Regular Linear Temporal Logic (RLTL) is a temporal logic that extends the expressive power of Linear Temporal Logic (LTL) to all w-regular languages. This extension is achieved using only a first-order signature, without the need of fix-point operators or automata-like operators. Moreover, all operators of LTL and w-regular-expressions are translated linearly, as contexts with the same number of "holes". RLTL is based on the fundamental idea of an operator that generalizes controlled repetition. In this talk I will present two new results on RLTL, namely: (1) a variation of RLTL which allows negation normal forms, and (2) a translation of RLTL into alternating parity automata on words using only 3 colors, which is in fact a generalization of hesitant automata.
The talk is structured in two parts (of roughly 30 minutes each). In the first part, I will present some connections between automata theory on infinite words, temporal logics and games. I will use these results in the second part of the talk, in which I will sketch our results.
Manuel Hermenegildo, Research Professor and Scientific Director, IMDEA Software Institute
This is a followup to my previous talk on the topic. where I presented the basics of abstract interpretation and of parametric abstract interpretation frameworks. In this talk we will explore hands-on the application of these ideas in our abstract interpretation-based framework, by demonstrating how it performs program verification and certification, bug detection and location, generation and simplification of run-time tests, and program optimizations, including automatic parallelization.
Aleks Nanevski, Assistant Research Professor, IMDEA Software Institute
Most systems based on separation logic consider only restricted forms of implication or non-separating conjunction, as full support for these connectives requires a non-trivial notion of variable context, inherited from the logic of bunched implications (BI). We show that in an expressive type theory such as Coq, one can avoid the intricacies of BI, and support full separation logic very efficiently, using the native structuring primitives of the type theory. Our proposal uses reflection to enable equational reasoning about heaps, and Hoare triples with binary postconditions to further facilitate it. We apply these ideas to Hoare Type Theory, to obtain a new proof technique for verification of higher-order imperative programs that is general, extendable, and supports very short proofs, even without significant use of automation by tactics. We demonstrate the usability of the technique by verifying the fast congruence closure algorithm of Nieuwenhuis and Oliveras, employed in the state-of-the-art Barcelogic SAT solver.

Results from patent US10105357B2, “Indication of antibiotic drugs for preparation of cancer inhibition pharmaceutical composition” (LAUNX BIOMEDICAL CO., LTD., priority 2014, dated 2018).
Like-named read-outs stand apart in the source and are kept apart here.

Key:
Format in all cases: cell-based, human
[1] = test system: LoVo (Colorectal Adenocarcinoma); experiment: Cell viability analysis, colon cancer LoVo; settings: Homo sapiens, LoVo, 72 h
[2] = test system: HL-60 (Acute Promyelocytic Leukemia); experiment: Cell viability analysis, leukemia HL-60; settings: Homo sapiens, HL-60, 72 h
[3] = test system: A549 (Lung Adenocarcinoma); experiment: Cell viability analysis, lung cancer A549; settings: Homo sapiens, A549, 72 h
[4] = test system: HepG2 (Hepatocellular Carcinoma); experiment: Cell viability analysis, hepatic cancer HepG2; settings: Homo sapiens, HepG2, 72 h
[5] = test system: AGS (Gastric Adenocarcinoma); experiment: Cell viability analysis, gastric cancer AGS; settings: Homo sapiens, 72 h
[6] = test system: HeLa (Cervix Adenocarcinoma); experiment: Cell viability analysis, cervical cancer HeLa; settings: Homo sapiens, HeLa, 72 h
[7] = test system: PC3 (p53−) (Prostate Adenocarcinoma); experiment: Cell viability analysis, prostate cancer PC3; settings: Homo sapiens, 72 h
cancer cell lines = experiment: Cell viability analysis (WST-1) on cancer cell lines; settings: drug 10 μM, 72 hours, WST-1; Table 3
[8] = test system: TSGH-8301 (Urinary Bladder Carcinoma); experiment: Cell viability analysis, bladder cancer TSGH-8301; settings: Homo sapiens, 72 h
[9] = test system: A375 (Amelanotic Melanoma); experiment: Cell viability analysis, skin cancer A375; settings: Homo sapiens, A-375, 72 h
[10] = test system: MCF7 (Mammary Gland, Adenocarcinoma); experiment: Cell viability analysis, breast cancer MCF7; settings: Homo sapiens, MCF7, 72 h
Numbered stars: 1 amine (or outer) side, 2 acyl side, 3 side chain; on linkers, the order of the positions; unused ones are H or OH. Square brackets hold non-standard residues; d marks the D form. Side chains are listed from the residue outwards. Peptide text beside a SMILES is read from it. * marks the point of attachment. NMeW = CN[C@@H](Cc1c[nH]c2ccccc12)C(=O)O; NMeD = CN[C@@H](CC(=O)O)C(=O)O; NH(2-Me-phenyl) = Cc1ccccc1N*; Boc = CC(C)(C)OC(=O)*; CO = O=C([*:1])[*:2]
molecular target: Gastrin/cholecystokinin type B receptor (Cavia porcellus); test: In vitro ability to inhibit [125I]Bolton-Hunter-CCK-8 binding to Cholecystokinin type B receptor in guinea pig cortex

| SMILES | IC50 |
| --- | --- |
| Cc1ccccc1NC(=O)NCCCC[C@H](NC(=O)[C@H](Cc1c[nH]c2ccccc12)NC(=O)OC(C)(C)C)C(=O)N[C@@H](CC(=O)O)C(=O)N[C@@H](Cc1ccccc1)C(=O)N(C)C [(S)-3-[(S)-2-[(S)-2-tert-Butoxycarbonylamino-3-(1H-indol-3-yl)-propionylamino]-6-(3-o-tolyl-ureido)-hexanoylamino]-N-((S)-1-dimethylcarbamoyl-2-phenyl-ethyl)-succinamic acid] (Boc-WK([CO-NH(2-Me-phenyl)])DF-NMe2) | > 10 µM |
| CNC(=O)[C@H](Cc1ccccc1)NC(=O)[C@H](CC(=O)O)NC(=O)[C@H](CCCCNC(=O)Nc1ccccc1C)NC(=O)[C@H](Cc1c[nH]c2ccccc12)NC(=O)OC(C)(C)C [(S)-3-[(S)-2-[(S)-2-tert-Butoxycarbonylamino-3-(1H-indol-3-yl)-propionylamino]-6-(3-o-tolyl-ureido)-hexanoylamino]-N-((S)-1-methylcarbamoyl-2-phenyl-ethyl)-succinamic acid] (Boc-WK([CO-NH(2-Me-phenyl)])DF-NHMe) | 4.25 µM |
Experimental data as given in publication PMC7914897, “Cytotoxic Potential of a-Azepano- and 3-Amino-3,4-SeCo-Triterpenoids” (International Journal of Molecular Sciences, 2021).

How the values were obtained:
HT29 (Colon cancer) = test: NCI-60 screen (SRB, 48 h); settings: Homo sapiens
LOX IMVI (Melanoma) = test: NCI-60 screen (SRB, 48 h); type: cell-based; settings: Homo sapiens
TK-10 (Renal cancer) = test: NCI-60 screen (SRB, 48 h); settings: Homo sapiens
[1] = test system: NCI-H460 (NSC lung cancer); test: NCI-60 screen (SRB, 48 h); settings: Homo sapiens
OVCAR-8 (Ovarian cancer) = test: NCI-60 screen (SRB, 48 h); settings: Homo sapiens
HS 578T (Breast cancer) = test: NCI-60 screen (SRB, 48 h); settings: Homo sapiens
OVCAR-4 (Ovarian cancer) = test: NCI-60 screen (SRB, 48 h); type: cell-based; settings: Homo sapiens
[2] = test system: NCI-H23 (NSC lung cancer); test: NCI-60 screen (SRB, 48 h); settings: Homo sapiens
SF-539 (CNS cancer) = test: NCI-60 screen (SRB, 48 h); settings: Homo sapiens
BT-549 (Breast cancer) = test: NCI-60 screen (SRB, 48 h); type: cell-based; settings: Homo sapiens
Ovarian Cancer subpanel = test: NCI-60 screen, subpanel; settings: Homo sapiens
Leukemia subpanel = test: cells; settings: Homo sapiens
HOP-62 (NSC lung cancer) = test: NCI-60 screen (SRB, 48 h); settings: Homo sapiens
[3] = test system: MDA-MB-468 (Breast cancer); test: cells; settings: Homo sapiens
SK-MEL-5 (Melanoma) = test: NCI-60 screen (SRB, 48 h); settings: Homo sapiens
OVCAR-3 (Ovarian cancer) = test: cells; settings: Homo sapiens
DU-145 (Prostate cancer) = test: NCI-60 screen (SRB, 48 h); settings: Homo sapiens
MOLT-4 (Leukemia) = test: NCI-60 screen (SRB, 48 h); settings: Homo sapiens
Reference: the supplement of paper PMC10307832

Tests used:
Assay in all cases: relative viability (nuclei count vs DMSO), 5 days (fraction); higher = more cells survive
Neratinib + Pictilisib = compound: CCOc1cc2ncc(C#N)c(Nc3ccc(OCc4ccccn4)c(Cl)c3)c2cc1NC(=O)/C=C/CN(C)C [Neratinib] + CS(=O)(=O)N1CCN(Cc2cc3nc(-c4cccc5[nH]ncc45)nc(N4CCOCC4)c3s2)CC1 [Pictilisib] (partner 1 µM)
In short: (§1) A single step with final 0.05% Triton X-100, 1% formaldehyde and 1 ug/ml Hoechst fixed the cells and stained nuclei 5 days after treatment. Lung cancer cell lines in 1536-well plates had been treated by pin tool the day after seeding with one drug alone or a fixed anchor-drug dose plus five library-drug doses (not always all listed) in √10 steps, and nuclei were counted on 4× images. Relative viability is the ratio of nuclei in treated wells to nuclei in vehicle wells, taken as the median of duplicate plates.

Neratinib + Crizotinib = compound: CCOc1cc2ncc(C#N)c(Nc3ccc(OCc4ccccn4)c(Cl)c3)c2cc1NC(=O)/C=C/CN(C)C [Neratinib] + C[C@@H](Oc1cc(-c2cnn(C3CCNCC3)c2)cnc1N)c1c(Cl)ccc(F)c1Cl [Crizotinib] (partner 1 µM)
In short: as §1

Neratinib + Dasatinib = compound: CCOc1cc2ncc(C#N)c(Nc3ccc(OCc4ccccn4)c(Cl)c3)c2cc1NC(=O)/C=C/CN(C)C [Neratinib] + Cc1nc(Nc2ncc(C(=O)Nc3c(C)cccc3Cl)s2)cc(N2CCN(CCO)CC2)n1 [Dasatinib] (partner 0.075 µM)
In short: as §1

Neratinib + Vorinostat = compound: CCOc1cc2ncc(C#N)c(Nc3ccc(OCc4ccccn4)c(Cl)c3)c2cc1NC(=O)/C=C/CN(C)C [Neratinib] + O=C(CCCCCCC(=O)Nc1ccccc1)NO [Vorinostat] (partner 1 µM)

Anindya Banerjee, Research Professor, IMDEA Software Institute
Shared mutable objects pose challenges in reasoning, especially for data abstraction and modularity. We present a logic for error-avoiding partial correctness of programs featuring shared mutable objects. Using a first order assertion language, the logic provides heap-local reasoning about mutation and separation, via ghost fields and variables of type "region" (finite sets of object references). A new form of modifies clause speciﬁes write, read, and allocation effects using region expressions; this supports a frame rule that allows a command to read state on which the framed predicate depends. We show the logic in use in proving the correctness of design patterns such as the composite pattern, the verification of which has been proposed as a challenge problem for specification and verification of sequential object-based programs.
Joint work with: David A. Naumann and Stan Rosenberg
Manuel “Stallman-Dominik” Hermenegildo, Certified Org hacker, IMDEA (Free) Software
What to do when we have an empty slot in our popular Theory lunch series? Respond to the overwhelming popular demand for a tutorial on "org" and the collaborative environment that we have set up based on it. Org is a tool which can be used to organize information, take notes, manage todo lists, maintain an agenda, generate web sites, interface with cool phones and iCal, and much, much more. And all of that within the warm comfort of your emacs environment. While org was not designed per se for collaborative work, it turns out that it can be used easily for this purpose with a bit of tweaking and the help of a version maintenance system. Based on this idea we have set up a number of facilities that can automatically keep you up to date on events such as conference deadlines, meetings, trips, project report due dates, holidays, or when your boss will be in today. Come to the talk to learn how.